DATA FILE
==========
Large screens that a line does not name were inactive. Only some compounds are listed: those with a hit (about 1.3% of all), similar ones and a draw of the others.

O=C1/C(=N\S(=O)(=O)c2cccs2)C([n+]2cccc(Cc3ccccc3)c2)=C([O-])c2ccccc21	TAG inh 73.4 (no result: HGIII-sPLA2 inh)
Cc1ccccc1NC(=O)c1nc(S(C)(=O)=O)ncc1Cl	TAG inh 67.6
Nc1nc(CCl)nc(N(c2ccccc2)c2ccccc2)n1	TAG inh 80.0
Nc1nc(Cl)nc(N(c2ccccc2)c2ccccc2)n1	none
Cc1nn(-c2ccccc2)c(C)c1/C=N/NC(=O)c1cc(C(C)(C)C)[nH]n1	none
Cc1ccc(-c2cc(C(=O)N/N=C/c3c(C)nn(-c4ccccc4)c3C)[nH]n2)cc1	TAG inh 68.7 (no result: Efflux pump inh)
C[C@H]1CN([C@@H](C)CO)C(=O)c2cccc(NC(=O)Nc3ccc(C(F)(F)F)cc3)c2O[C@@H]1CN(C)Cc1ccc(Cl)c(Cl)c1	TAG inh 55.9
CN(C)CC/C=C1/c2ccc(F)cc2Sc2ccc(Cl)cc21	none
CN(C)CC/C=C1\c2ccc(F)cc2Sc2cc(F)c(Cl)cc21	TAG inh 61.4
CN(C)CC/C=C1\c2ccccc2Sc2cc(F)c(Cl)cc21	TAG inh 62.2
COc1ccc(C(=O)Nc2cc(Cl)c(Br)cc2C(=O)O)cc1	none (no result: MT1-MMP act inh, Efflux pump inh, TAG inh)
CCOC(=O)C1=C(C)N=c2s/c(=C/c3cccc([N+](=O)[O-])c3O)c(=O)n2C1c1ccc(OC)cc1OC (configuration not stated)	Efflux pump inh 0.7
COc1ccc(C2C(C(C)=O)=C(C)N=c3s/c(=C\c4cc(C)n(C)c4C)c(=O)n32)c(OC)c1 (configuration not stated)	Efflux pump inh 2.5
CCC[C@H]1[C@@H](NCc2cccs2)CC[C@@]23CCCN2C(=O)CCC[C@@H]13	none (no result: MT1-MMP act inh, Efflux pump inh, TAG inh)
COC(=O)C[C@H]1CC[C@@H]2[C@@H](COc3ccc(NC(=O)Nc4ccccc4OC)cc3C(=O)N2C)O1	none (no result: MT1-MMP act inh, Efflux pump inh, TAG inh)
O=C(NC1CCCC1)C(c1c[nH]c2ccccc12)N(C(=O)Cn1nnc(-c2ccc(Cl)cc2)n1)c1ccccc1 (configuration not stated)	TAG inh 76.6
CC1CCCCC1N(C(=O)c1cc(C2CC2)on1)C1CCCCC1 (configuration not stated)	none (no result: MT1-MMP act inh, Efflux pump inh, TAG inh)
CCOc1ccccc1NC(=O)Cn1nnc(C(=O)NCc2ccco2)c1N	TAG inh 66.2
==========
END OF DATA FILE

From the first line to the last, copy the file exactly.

Large screens that a line does not name were inactive. Only some compounds are listed: those with a hit (about 1.3% of all), similar ones and a draw of the others.

O=C1/C(=N\S(=O)(=O)c2cccs2)C([n+]2cccc(Cc3ccccc3)c2)=C([O-])c2ccccc21	TAG inh 73.4 (no result: HGIII-sPLA2 inh)
Cc1ccccc1NC(=O)c1nc(S(C)(=O)=O)ncc1Cl	TAG inh 67.6
Nc1nc(CCl)nc(N(c2ccccc2)c2ccccc2)n1	TAG inh 80.0
Nc1nc(Cl)nc(N(c2ccccc2)c2ccccc2)n1	none
Cc1nn(-c2ccccc2)c(C)c1/C=N/NC(=O)c1cc(C(C)(C)C)[nH]n1	none
Cc1ccc(-c2cc(C(=O)N/N=C/c3c(C)nn(-c4ccccc4)c3C)[nH]n2)cc1	TAG inh 68.7 (no result: Efflux pump inh)
C[C@H]1CN([C@@H](C)CO)C(=O)c2cccc(NC(=O)Nc3ccc(C(F)(F)F)cc3)c2O[C@@H]1CN(C)Cc1ccc(Cl)c(Cl)c1	TAG inh 55.9
CN(C)CC/C=C1/c2ccc(F)cc2Sc2ccc(Cl)cc21	none
CN(C)CC/C=C1\c2ccc(F)cc2Sc2cc(F)c(Cl)cc21	TAG inh 61.4
CN(C)CC/C=C1\c2ccccc2Sc2cc(F)c(Cl)cc21	TAG inh 62.2
COc1ccc(C(=O)Nc2cc(Cl)c(Br)cc2C(=O)O)cc1	none (no result: MT1-MMP act inh, Efflux pump inh, TAG inh)
CCOC(=O)C1=C(C)N=c2s/c(=C/c3cccc([N+](=O)[O-])c3O)c(=O)n2C1c1ccc(OC)cc1OC (configuration not stated)	Efflux pump inh 0.7
COc1ccc(C2C(C(C)=O)=C(C)N=c3s/c(=C\c4cc(C)n(C)c4C)c(=O)n32)c(OC)c1 (configuration not stated)	Efflux pump inh 2.5
CCC[C@H]1[C@@H](NCc2cccs2)CC[C@@]23CCCN2C(=O)CCC[C@@H]13	none (no result: MT1-MMP act inh, Efflux pump inh, TAG inh)
COC(=O)C[C@H]1CC[C@@H]2[C@@H](COc3ccc(NC(=O)Nc4ccccc4OC)cc3C(=O)N2C)O1	none (no result: MT1-MMP act inh, Efflux pump inh, TAG inh)
O=C(NC1CCCC1)C(c1c[nH]c2ccccc12)N(C(=O)Cn1nnc(-c2ccc(Cl)cc2)n1)c1ccccc1 (configuration not stated)	TAG inh 76.6
CC1CCCCC1N(C(=O)c1cc(C2CC2)on1)C1CCCCC1 (configuration not stated)	none (no result: MT1-MMP act inh, Efflux pump inh, TAG inh)
CCOc1ccccc1NC(=O)Cn1nnc(C(=O)NCc2ccco2)c1N	TAG inh 66.2